So really, how much do games have to "change"? If we accept video games as a form of art (which I do), we can ask the same question as "how much does a new piece of music have to change to make it new or interesting?" How about a new movie, new novel, new play, a new painting? Really what keeps video games interesting whether it is Fighting, Racing, FPS, RPG or any other genre you can think of, is that each new game reiterates on the same fundamental principle that all games are based on "player has controller, controller inputs make stuff happen on a display", and present things in a new interesting way. This is what makes games interesting. There's a reason people still listen to Beethoven, or read Shakespeare, and there's a reason why people keep playing video games.
#2 Posted by ZanzibarBreeze (3071 posts) -

I don't think each game needs to come up with something new. There's something to be said about a game that takes its riffs from every other game but just does the experience a whole lot better. Obviously if the game fails then it looks terrible, ie. Dante's Inferno following God of War. So, no, I don't think games need to innovate, at least not in gameplay. Look at Uncharted. Its gameplay is certainly not new; it's just the best at doing what it does.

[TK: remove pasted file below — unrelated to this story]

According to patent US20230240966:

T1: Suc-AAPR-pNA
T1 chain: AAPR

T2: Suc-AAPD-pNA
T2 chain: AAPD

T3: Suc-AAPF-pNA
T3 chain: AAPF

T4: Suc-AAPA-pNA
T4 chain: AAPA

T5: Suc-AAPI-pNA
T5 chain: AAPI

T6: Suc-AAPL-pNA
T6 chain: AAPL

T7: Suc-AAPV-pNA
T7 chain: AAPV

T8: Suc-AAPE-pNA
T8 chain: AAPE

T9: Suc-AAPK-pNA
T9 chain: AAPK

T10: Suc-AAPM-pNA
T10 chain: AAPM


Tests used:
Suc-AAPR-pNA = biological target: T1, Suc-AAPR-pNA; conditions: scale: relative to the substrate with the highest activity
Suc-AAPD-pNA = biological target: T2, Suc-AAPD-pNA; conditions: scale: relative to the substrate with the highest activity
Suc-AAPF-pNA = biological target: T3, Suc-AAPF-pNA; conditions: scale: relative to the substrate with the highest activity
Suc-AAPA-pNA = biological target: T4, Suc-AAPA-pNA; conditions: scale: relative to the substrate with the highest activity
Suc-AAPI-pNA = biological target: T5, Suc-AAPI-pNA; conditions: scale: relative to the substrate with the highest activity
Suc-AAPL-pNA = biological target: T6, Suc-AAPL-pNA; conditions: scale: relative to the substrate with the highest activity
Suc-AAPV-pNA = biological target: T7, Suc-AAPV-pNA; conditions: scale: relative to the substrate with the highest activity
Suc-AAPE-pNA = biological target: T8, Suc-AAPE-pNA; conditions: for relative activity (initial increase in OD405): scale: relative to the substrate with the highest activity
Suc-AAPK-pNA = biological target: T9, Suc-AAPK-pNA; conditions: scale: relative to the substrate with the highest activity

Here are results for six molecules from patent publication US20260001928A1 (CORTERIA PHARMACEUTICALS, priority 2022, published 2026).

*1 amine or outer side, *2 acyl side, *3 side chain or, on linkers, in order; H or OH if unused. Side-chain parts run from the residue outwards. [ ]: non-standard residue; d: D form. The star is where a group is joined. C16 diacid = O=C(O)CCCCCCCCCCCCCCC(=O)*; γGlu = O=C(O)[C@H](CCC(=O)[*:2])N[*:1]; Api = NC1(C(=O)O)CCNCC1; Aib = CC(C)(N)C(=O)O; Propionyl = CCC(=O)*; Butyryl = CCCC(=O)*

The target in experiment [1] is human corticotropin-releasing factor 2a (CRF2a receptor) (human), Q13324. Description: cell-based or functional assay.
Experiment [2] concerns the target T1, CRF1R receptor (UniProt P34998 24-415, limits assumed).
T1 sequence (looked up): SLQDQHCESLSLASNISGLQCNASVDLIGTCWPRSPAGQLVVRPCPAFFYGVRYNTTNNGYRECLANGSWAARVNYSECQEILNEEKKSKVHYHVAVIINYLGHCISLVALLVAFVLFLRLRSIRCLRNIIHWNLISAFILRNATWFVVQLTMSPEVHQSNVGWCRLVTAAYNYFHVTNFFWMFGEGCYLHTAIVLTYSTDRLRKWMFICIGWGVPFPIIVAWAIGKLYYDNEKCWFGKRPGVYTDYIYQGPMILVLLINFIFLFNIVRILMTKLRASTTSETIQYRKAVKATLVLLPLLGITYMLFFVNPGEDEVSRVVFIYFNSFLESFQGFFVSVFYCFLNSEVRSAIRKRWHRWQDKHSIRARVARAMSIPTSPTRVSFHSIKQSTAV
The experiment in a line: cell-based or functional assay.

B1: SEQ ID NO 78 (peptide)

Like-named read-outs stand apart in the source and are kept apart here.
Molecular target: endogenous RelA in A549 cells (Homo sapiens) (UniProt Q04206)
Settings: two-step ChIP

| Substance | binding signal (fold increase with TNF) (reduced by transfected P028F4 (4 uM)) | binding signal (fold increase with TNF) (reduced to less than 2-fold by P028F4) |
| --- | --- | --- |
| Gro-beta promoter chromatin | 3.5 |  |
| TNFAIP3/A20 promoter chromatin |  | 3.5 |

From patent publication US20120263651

#3 Posted by Malakhii (1443 posts) -
@ZanzibarBreeze:  I didn't know Roger Ebert was a GB member. I hate the way you review movies. 
 
As far as games innovating, as long as I have fun playing them, that's enough for me. 
#4 Posted by AURON570 (1674 posts) -
@ZanzibarBreeze: Video games are art. Art can be defined as the deliberate process or arranging elements in a way to affect the senses or emotions. Video games: you have a controller which you use to make stuff happen on a display, you in turn perceive what happens and react accordingly. Creating video games can be a solo effort, or a team effort, as the person or group of people try to create something fun or interesting for players. I don't see how it is fundamentally different from creating a film, a TV series, or writing a novel.
#5 Posted by HandsomeDead (11863 posts) -

I've always thought that to generally move on, video games needs to work on immersion more than anything. Like you say, you can distill an FPS into just running and gunning and I've been doing that since GoldenEye so what I need to keep me interested are characters, plot and a general motivation that makes me think I'm not repeating myself over and over again.